Category Archives for "Conferences and Exhibitions"
Today is the final installment of my Winter NAMM overview, and we’ll look at a few very cool products, but mostly at the oddities of the show. As you may know, downstairs in Hall E is where the newer companies and first time exhibitors dwell – the “mad inventors” as we like to call them.As a matter of fact, there was an overflow into Hall D this year, although that was much less fun do the fact that it’s near “drum world” and therefore subject to lots of noise. This is where you’ll often find the hidden gems, and there were certainly a few there this year.
Let’s begin, again, in no particular order.
First of all, here’s the hit of the show, at least for me. It’s called the Backbone and it’s simply genius. This block of aluminum connects to the neck of a Strat or Tele via the four bolts on the back, then connects to the bridge. The sound improvement is simply amazing. It takes an already good sounding guitar and turns it into a monster. About $60, it’s non-destructive in that it doesn’t harm the instrument, and it only takes about 5 minutes to mount.
The new Line 6 Spider V 240HC head is unique in that it has both midrange and hi-frequency drivers in it. You can use it at home to play along with your favorite tracks, then when you plug it into a cabinet get some frequency extension from the tweeters.
The GaffGun is brilliant in that it makes taping down those cable runs so easy. No longer do you have to peel off an individual strip, lean over and tape it down. Just let Gaff Gun do the work for you. It’s expensive at $269, but worth it if it saves your back.
The new CITES regulations mean that guitar manufacturers are going to have a difficult time shipping instruments with rosewood fingerboards, but there may be a replacement for the endangered wood. Believe it or not, it’s paper. Richlite makes glued paper that feels just like rosewood or ebony, and it’s available in multiple surfaces and colors. Really, it’s hard to tell the difference.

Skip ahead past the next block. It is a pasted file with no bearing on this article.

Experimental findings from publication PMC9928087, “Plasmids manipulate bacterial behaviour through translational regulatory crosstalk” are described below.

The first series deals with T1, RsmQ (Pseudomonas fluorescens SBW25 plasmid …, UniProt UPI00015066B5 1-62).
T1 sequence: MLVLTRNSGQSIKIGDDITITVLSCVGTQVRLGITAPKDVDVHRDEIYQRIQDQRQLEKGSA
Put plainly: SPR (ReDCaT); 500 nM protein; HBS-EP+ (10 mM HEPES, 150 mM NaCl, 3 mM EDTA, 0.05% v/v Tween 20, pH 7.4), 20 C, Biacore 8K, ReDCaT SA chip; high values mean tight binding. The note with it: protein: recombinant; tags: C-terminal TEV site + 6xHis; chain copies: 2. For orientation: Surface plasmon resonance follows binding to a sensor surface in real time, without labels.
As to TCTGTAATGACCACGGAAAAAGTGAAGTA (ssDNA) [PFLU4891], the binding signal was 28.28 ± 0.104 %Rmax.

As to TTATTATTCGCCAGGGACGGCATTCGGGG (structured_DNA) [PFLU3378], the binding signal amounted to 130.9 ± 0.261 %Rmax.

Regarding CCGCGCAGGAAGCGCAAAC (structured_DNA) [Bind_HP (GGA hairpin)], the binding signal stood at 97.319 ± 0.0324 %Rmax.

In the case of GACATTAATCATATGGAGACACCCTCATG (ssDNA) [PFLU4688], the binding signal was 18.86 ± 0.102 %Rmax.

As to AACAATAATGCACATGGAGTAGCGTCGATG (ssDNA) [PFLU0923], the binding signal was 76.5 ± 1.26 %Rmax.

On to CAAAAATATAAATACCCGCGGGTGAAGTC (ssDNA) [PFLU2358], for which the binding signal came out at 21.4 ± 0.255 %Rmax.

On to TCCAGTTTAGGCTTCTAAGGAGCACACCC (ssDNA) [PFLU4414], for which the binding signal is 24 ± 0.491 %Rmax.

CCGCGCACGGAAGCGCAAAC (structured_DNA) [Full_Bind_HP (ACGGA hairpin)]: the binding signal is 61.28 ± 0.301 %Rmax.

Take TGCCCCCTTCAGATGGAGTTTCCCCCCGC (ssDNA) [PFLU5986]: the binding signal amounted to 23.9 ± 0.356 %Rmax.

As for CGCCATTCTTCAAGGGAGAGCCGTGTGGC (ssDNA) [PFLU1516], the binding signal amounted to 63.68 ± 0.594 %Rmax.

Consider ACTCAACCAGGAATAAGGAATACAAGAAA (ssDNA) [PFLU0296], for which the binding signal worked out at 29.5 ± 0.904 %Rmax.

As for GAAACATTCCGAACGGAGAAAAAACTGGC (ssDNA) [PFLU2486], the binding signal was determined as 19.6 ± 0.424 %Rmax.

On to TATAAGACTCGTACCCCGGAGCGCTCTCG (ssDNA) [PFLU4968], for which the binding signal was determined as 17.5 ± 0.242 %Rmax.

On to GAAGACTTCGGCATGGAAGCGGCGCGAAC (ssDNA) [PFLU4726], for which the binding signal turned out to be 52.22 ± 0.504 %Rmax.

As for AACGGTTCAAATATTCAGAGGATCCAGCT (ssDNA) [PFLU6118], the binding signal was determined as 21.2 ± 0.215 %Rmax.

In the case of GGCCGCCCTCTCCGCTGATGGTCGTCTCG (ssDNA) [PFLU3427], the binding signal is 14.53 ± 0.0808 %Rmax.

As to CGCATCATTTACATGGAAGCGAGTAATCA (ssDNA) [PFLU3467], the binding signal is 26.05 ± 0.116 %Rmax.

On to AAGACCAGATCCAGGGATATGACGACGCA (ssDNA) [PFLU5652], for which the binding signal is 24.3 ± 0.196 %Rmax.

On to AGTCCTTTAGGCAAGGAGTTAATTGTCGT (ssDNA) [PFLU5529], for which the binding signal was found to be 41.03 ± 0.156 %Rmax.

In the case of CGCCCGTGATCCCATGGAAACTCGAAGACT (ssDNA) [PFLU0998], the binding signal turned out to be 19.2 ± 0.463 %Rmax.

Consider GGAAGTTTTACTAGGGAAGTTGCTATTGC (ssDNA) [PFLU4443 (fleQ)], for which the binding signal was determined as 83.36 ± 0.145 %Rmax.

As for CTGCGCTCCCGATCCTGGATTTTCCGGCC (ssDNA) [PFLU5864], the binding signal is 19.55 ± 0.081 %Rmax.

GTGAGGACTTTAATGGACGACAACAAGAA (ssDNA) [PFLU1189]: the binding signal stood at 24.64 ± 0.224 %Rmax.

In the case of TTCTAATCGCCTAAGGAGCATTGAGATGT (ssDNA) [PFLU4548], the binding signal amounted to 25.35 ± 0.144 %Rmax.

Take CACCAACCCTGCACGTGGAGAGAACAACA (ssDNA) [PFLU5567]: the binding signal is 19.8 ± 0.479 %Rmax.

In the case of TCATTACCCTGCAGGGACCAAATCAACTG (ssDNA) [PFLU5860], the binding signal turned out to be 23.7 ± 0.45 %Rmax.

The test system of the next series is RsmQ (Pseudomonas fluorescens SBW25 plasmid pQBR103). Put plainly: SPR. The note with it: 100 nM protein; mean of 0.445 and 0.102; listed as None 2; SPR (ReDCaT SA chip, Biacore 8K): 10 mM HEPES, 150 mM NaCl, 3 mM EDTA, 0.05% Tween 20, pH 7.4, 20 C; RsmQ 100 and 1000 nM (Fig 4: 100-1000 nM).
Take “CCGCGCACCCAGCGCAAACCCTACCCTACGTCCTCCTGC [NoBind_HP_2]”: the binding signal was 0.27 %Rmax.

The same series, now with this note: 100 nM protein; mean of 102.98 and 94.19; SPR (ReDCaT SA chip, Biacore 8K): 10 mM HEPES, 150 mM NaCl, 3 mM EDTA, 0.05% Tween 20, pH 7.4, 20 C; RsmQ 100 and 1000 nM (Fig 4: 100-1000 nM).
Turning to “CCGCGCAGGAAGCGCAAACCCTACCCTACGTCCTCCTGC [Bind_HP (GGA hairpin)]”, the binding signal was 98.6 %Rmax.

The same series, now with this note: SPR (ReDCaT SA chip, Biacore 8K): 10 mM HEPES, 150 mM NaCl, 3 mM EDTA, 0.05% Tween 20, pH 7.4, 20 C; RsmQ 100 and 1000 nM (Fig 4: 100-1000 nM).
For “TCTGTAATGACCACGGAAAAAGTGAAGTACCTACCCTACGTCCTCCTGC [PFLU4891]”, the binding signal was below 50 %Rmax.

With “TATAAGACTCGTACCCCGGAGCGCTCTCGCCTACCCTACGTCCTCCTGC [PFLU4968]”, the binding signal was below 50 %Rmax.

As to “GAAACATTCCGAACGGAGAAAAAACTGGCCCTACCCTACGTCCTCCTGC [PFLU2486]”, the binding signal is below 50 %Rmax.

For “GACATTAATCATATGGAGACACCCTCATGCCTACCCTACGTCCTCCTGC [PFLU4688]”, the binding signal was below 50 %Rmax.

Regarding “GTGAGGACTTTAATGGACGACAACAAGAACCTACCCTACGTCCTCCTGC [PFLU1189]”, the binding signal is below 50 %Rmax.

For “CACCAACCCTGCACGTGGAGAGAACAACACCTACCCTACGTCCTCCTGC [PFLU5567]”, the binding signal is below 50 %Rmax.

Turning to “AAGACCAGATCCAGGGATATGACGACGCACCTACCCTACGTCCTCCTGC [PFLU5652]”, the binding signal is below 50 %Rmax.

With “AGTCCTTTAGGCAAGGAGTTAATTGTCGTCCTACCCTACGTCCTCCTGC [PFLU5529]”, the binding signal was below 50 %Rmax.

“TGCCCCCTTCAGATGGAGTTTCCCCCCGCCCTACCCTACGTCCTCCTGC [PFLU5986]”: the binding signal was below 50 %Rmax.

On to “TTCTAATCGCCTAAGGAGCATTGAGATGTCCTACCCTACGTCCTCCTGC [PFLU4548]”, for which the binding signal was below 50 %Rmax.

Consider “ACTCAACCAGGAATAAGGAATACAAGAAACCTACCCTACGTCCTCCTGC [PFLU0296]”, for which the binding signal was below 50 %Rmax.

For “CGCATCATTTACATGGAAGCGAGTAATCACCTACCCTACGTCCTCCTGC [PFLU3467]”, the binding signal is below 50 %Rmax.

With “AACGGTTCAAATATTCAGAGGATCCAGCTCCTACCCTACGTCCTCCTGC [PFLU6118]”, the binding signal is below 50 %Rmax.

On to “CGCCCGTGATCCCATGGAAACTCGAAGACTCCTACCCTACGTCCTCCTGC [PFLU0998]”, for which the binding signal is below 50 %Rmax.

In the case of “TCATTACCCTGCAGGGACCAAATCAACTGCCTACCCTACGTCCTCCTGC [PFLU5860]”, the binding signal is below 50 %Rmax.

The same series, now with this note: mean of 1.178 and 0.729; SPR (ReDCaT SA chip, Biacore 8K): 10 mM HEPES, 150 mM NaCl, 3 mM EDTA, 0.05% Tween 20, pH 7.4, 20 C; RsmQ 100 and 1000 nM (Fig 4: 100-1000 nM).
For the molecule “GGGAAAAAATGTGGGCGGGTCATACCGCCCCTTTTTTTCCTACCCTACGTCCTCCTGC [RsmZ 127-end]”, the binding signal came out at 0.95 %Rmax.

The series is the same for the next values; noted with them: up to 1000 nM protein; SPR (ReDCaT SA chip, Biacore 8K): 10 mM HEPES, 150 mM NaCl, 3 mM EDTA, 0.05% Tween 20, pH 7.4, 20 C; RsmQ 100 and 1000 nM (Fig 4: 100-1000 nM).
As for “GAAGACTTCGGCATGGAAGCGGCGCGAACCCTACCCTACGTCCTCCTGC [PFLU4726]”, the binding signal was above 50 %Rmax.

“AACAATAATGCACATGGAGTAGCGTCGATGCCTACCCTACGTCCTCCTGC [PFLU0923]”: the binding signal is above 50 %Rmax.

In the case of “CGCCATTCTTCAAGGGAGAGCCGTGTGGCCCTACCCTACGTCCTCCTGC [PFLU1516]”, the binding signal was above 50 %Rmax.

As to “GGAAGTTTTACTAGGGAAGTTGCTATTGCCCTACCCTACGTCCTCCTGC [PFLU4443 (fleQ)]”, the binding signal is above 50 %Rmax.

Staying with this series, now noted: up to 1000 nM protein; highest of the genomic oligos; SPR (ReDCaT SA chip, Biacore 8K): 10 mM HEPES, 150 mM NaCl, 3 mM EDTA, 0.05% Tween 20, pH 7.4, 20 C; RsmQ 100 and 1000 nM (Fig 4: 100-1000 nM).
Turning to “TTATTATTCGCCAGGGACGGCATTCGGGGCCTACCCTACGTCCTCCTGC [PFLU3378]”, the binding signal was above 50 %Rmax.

It thought that this Smartwinder was a good idea in that it had a tuner built into a powered string winder, until I saw the guy who was manning the booth tuning his guitar by ear.
There were effects pedals everywhere at the show, and it’s no wonder – pedal sales were way up last year. You have to do something to stand out from the crowd, as you can see from this photo. Can’t say who the company was, just that it was in Hall E.
Believe it or not, boomboxes are back, like this one from Elemental.
Just about anything can be electrified these days. I saw an electric kalimba down in E, but what really caught my eye was this electric harp.
There were also a lot of devices with the amplification built in, like this guitar. Sort of reminds you of those really old Sears guitars with the amp built into the case.
And finally, if you’re looking for a robotic drummer then this is for you. It’s from Polyend and it will play the skins just the way you programmed it.
There was so much more at the show, some that I documented and much that I missed, but hopefully these three posts give you a flavor of what Winter NAMM really is.
Yesterday was a lot of fun looking at some of the major items that caught my eye at NAMM, but today we’ll look at some of the other audio products. Once again, this is in no particular order.
Digigrid displayed a couple of audio interfaces called M Cube that allow you to connect to a computer and to an audio network as well. They come in single and dual channel models. The MSRP starts at $549.
That clever Dave Derr at Emperical Labs made a 500 series module for his wife to take on live gigs that include a preamp, EQ and compressor, all with an easy setup. It turns out the DocDerr works like a champ on other instruments as well, so here it is for the world to enjoy. It retails for $799.
Electrodyne Audio is back and showed the new Summing Station, which is a 16 channel summing mixer complete with monitoring controls and real transformers. Price is around $3k.
Speaking of summing mixers, if you really want that Neve sound, then the Heritage Audio MCM-8 or MCM-32 might be fore you. You get either 8 or 32 channels of summing through a Neve-style 1073 output stage. The 8 channel model is only about $1,300.
Icon Audio showed some very cool control surfaces like this Icon Platform M. Icon’s controllers start from around $350, and can be mapped to just about any DAW.